politicking

leo123

Member
English
In the sentence below I used the word 'politicking'; because I was not sure of the correct usage, I turned to the source I most often use and trust: the Merriam-Webster. The term did not register (I used www . m-w . com [I can't post URLs]) which I found odd. When I googled the term, however, I did find various sites with definitions of the word (mostly the definition I was expecting). Since I'm not very comfortable with the word yet I figured I would put it here as a question: Is my usage correct?

To provide some context, this is for an academic paper. The fear I have is that the word might have an informal nature, making its use improper.

Thanks very much in advance.

Leo

"Europe
’s historical engine, Germany and France, is perhaps the greatest example of prudent and effective soft power politicking."
 
  • rodoke

    Senior Member
    en-US; .us
    Nothing wrong with it that I can see; you didn't use it improperly at all.

    Strange, though, that it wouldn't be in a dictionary. I remember grade school grammar books that used that word (to explain the politic-politicking change).
     

    Dimcl

    Senior Member
    Canadian English
    To provide some context, this is for an academic paper. The fear I have is that the word might have an informal nature, making its use improper.


    I'm actually on the same page as you are, Leo. You've used it properly for the context but I've always felt that "politicking" is a "gimmicky" word. There's something almost "slangy" about it. It may be simply that it's a harsh-sounding word but I would never use it because I'm not comfortable with it, either. Doesn't really answer your question but if you're not comfortable with the word, I would find some other way to say it.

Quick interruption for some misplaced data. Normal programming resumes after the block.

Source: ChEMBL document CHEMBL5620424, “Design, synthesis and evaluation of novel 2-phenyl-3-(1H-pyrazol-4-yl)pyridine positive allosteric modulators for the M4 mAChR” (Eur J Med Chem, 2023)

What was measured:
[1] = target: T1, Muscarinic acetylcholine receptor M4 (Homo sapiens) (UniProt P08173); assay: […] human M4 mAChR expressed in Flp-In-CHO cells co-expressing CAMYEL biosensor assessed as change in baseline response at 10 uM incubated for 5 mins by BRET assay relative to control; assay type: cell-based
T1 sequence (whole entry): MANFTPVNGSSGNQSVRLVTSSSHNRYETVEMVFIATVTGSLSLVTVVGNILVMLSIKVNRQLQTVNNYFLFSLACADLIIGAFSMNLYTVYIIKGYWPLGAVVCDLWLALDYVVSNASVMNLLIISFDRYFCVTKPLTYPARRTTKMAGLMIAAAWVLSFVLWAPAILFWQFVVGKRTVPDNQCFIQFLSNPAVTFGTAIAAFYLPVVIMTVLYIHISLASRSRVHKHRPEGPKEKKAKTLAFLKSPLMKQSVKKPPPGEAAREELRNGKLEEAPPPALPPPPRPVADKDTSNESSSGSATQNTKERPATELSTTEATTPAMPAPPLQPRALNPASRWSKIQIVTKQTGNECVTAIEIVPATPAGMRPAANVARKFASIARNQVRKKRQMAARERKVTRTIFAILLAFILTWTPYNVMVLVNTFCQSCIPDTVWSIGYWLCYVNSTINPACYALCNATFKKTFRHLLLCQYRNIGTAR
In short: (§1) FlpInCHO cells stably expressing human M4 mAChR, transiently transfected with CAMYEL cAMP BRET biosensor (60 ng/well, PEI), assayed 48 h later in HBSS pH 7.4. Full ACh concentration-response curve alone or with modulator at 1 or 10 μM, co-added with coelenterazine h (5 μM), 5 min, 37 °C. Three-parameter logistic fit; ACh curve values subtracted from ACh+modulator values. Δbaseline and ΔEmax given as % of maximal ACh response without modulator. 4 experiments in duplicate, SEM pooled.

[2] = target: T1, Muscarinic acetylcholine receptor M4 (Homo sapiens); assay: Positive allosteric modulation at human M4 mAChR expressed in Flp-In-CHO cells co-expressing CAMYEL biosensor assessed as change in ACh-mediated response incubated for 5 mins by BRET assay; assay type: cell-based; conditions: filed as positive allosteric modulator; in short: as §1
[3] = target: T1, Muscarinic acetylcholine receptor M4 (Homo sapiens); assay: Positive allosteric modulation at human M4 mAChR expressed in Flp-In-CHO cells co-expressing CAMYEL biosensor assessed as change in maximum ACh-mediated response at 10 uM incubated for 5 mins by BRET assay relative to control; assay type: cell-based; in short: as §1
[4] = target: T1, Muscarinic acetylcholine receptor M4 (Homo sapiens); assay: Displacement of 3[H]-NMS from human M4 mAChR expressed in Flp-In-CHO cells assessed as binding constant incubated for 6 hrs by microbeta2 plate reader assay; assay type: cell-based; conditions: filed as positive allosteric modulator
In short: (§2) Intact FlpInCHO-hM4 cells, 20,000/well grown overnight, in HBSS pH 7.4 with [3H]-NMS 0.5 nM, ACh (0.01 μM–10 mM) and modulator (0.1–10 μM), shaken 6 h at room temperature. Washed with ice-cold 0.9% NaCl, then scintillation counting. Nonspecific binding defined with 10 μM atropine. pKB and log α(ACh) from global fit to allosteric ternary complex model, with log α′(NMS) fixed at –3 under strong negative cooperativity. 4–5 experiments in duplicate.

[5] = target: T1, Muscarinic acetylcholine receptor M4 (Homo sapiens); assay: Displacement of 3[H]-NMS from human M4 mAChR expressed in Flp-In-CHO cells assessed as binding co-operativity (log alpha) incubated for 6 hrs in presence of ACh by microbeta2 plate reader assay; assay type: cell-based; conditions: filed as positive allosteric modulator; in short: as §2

leo123

    Member
    English
    Thank you both for your replies. I was surprised it wasn't in the m-w as well. I might consider changing it, though that will depend on my inspiration I suppose!
     

    MissFit

    Senior Member
    I found politicking in an American Heritage College dictionary (published 1993.) It is not listed as slang or informal. I believe the word has become mainstream and is widely used by politicians and journalists--even historians and scholars.

    I suggest that you hypenate soft-power since the two words function together as one adjective.
     
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